The Chronicles of Narnia: The Voyage of the Dawn Treader Review
When the Chronicles of Narnia: The Lion, The Witch, and the Wardrobe released back in 2005, anticipation for the children's fantasy series by C.S. Lewis seemed to place it as the next major film franchise. Unfortunately, while the first film remains a critical and commercial success, the second in the franchise, Prince Caspian, struggled with some uneven pacing and a darker approach.
It's some wonder that The Voyage of the Dawn Treader even made it to theaters in the first place. Disney, who co-produced the first two films in cooperation with Walden Media, walked out on the film. Fox picked it up, but for a while it didn't look like the franchise was going anywhere. But here we are, Dawn Treader is out on open waters, and we the viewing masses get to see if this ship sinks or swims.
Now, I don't want to toot my own horn, but I consider myself pretty proficient in Narnian lore. Growing up, it was one of a few popular fantasy franchises I was allowed to read, so instead of ignoring the genre entirely, I threw myself into the series. Thus, while The Lion, The Witch and The Wardrobe acts as the introductory to the world of Narnia, and Prince Caspian was more of a traditional fantasy war story, Dawn Treader is a straight up swashbuckling, seafaring adventure flick. Gone are the drawn out battle scenes and mildly dark elements. Instead, Dawn Treader is more about a journey and the discoveries that it brings. It's a fairly episodic experience too, as every scene brings a new island to explore and magical things to discover.
And that's what could have been a serious problem with Dawn Treader. In the books, there is very little in a primary antagonist. While the children Lucy, Edmund, and their bratty cousin Eustace, as well as Caspian, now king, have adventures on successive islands, there is no real force that is chasing the characters forward. In the book, the feeling of discovery is all that is needed to drive the plot, and the reader is still left with a very satisfactory ending because we discover the world as they do.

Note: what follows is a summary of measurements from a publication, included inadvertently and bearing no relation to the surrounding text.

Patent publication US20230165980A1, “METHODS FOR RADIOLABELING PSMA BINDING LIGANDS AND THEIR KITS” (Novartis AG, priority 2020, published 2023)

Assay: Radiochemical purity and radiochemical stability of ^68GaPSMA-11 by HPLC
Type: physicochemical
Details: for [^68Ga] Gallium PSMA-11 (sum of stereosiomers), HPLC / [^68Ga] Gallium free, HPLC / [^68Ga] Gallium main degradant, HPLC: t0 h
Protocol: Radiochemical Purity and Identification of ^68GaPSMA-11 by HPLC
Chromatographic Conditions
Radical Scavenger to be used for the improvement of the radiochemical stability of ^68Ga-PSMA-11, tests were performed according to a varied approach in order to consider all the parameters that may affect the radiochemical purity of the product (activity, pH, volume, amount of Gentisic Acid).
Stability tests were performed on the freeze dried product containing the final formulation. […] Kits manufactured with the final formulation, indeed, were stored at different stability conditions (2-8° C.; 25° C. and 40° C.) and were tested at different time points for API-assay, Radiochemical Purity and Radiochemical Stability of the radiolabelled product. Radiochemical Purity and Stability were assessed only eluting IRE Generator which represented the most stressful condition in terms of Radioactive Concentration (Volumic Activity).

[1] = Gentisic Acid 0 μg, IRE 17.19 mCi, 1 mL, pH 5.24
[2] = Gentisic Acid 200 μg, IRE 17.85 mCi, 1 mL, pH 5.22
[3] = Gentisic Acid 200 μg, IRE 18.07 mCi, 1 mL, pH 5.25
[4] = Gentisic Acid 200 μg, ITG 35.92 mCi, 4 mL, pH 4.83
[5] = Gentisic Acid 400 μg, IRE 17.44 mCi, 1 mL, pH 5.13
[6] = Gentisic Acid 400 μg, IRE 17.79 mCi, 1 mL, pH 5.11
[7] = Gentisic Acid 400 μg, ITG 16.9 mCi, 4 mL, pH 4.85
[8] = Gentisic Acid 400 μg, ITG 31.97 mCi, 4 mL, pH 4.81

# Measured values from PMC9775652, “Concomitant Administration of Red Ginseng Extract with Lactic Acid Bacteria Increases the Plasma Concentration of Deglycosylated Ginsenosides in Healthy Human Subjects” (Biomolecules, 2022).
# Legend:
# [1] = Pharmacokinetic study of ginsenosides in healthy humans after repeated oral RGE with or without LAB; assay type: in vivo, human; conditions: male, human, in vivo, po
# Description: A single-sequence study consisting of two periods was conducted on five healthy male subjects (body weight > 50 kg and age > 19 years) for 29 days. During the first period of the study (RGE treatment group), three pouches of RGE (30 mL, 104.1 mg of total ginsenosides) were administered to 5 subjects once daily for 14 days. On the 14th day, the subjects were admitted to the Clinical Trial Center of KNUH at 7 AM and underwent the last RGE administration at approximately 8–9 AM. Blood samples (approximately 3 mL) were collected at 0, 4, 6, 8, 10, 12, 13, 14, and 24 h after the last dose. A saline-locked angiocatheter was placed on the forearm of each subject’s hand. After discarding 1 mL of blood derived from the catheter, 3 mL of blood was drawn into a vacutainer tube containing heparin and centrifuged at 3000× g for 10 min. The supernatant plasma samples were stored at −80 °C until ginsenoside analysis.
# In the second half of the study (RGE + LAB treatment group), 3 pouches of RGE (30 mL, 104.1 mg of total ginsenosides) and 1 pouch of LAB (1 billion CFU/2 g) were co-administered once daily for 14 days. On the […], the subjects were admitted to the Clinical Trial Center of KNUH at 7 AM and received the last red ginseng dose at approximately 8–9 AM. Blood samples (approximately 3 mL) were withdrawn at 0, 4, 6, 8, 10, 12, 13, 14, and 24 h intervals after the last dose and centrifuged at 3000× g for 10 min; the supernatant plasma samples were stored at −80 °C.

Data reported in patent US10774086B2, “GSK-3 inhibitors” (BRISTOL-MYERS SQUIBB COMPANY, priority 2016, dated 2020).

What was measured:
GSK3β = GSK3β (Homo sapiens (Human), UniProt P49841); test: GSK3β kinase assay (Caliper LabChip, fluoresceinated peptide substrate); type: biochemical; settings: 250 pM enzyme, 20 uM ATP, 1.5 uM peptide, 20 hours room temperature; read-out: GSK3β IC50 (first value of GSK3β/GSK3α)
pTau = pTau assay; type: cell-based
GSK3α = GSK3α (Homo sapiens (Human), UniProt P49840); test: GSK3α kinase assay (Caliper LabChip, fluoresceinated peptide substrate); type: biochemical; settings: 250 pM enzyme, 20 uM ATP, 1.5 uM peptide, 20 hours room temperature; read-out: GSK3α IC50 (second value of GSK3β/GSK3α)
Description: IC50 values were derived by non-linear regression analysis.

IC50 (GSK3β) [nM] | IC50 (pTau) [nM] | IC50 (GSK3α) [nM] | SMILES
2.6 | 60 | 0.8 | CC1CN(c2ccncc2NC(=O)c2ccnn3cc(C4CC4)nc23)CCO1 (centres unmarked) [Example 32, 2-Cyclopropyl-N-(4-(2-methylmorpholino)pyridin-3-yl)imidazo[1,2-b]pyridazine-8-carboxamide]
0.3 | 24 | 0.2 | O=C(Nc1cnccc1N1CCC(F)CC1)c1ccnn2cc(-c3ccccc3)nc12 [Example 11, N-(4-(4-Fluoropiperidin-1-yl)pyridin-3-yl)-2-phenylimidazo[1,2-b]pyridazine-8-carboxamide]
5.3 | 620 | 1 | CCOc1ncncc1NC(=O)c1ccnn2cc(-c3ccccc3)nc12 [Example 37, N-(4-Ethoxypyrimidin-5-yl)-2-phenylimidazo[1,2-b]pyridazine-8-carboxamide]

In the film version, this could have been a major problem. While our cast of characters have a very general goal of going to the end of the world, the plot gains direction with the addition of an ambiguous and evil green mist. Mentioned in the book as a mist that creates the greatest fears and accounts for little more than one island adventure, this foreboding force is stretched out as the primary antagonist that must be stopped by our heroes. Fans of the books may have difficulty with this fairly substantial refocus in the film, but it does make for a better movie.
And when we come down to it, it is very much an enjoyable film. While Prince Caspian felt too dark, The Voyage of the Dawn Treader is a return to form for the wonder and discovery of the first film. It's a swashbuckling film, with sword fights, dragons, magical pools of water, slavery, and more, and it's not bogged down by fantasy politics. Dawn Treader is a fun film, and for those who may find the last Harry Potter film to be too dark and dreary, this is a great film to transition to. This is, after all, a children's story, and while elements of jealousy, regret, and female body image issues are all brought up and addressed, they are quickly dealt with leading up to the feel good ending.
The Voyage of the Dawn Treader can attribute much of it's charm to two of its child leads, Georgie Henley as the exuberant Lucy, and Will Poulter as her arrogant cousin Eustace. Henley is delightful (as she has always been) as the sweet and gentle Lucy, but she is almost overshadowed by Poulter, who performs arrogant and irritating perfectly. Anyone who knows the franchise knows that Eustace is the next major character, and should Fox and Walden decide to make future films, Poulter will have to become a face of the franchise. However, for now, with his odd, pug-nosed look and grumpy way of talking, he's a perfect version of Eustace.
Those who don't know the stories of Narnia might find The Voyage of the Dawn Treader to be a little...nonsensical. After all, every fifteen minutes, some weird and unexpected happenstance occurs, and sometimes it comes across as just silly. However, let these moments wash over, and the film is a highly enjoyable and gentle fantasy film. Great for kids and families, those looking for an exciting fantasy film would do themselves a favor should they check this out.